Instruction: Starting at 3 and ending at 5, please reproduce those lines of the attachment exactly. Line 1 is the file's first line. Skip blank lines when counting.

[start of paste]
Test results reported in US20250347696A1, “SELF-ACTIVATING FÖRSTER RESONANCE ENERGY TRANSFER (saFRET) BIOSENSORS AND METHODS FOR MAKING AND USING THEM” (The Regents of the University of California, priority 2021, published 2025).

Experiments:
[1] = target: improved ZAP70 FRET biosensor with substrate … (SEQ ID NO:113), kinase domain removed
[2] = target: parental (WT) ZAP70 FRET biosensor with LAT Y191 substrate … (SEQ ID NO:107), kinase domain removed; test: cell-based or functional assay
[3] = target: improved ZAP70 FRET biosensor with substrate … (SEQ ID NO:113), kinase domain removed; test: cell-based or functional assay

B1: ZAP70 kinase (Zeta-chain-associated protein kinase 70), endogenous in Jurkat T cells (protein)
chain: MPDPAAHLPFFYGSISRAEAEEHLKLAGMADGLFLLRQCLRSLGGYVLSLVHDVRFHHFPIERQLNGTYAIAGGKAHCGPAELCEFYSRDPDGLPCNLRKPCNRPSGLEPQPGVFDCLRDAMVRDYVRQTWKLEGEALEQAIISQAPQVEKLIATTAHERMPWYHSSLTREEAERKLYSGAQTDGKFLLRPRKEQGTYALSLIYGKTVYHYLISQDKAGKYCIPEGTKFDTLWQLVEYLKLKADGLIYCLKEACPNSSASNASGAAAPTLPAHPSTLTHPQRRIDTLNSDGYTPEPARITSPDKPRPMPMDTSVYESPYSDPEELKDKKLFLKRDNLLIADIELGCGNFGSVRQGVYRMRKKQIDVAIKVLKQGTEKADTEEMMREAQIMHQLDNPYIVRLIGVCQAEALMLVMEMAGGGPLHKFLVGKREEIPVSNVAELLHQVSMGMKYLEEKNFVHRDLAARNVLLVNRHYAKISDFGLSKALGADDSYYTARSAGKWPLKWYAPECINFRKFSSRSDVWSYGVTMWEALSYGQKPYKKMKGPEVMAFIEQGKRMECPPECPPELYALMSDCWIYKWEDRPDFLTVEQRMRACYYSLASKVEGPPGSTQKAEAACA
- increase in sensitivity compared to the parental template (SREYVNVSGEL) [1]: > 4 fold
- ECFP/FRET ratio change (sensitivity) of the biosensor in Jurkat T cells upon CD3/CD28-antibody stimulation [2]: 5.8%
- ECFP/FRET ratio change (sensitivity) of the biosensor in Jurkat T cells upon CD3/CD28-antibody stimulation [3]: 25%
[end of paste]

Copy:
[1] = target: improved ZAP70 FRET biosensor with substrate … (SEQ ID NO:113), kinase domain removed
[2] = target: parental (WT) ZAP70 FRET biosensor with LAT Y191 substrate … (SEQ ID NO:107), kinase domain removed; test: cell-based or functional assay
[3] = target: improved ZAP70 FRET biosensor with substrate … (SEQ ID NO:113), kinase domain removed; test: cell-based or functional assay